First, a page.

Q2: How can my organisation comply with Schrems II requirements for data in US-operated clouds and other third-party technical infrastructures?

A2: Generally, there are 3 ways to comply with Schrems II requirements with respect to processing data in US-operated clouds and other third-party-operated infrastructures:

First, the processing of cleartext EU personal data in US operated clouds and other third-party infrastructures can in many situations be transformed into processing properly Pseudonymised data (see Q3 below regarding EDPB requirements for Pseudonymisation). In the highest value use cases of advanced analytics, AI, and ML, the results produced by lawfully processing GDPR-compliant Pseudonymised data can have 100% accuracy and fidelity when compared to the results of processing data in the clear.[8] In addition to complying with Schrems II requirements, the processing of GDPR-compliant Pseudonymised data helps organisations comply with Secondary Processing obligations under Article 6.4 (for processing beyond purposes authorised by Consent or Contract), Data Protection by Design and by Default obligations under Article 25, and Security of Processing obligations under Article 32, which apply to all processing of EU personal data – whether internal or external to the EU.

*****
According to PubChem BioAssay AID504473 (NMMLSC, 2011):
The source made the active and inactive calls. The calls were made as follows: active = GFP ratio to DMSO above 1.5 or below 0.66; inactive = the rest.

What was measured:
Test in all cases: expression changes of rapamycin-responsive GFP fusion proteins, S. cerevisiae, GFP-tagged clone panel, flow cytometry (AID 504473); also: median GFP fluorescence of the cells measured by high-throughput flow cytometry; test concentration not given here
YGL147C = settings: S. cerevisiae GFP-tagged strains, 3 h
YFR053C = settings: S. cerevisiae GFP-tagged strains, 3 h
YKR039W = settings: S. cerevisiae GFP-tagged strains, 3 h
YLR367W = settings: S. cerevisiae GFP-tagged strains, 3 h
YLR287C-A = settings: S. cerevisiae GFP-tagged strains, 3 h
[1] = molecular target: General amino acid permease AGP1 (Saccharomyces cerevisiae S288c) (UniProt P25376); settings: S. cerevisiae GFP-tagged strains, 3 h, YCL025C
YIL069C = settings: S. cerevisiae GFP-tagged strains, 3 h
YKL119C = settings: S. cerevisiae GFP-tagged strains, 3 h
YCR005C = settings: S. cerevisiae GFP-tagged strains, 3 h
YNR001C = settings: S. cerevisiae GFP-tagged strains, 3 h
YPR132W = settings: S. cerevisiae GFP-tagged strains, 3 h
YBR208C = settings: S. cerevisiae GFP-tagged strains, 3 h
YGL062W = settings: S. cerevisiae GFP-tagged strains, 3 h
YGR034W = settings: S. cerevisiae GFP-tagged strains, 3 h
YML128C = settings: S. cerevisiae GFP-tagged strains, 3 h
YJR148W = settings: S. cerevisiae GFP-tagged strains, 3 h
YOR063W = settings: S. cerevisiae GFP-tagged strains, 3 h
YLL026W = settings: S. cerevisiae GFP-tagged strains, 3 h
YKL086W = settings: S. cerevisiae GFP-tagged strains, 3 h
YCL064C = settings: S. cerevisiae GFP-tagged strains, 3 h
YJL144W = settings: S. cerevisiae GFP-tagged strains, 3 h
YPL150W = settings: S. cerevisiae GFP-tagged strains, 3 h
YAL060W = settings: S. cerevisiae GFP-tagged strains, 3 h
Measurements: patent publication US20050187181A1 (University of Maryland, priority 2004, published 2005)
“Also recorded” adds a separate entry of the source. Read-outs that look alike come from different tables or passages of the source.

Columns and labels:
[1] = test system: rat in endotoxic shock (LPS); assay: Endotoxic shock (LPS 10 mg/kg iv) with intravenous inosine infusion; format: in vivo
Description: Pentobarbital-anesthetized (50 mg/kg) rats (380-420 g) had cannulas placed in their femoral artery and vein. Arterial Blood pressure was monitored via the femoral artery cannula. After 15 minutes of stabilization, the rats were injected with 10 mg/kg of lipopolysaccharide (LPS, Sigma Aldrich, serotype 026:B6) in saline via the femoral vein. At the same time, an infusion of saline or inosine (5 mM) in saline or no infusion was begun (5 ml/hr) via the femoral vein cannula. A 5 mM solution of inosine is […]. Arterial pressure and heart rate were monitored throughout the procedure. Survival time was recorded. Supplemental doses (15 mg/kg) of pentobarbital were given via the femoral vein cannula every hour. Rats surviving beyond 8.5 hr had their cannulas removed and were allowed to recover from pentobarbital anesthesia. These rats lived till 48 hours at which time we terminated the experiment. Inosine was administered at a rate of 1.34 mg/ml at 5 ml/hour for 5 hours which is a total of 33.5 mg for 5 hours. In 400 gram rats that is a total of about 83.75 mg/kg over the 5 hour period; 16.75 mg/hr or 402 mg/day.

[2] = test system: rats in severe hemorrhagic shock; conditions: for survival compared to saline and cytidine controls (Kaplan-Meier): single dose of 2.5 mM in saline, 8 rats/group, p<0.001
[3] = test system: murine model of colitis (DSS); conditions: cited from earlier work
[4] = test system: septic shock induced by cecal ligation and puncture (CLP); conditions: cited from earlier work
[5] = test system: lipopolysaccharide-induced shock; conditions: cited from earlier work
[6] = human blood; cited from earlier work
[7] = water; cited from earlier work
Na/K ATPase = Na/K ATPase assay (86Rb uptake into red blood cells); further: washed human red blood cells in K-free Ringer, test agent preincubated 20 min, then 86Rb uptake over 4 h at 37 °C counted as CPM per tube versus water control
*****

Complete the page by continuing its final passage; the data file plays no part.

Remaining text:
Second, when processing EU personal data in the clear is required, for example, to communicate with or with regard to an EU data subject, the desired use must fall within a GDPR Article 49 derogation.

Three Steps to Trusted, Ethical & Lawful Analytics, AI & ML

Third, if neither of the above two options is available, to comply with Schrems II requirements, the desired processing must occur within the EEA or a country that has received a valid EU equivalency decision (frequently referred to as “localisation”).

 

Q3: What type of Pseudonymisation is required to satisfy EDPB Use Case 2: Transfer of Pseudonymised Data?

A3: Only GDPR-compliant Pseudonymisation meeting the requirements of the EDPB as noted below will satisfy the requirements for EDPB Use Case 2: Transfer of Pseudonymised Data.[9] This does not include pre-GDPR techniques sometimes referred to as "Pseudnymisation" but which fail to satisfy the EDPB requirements set forth below.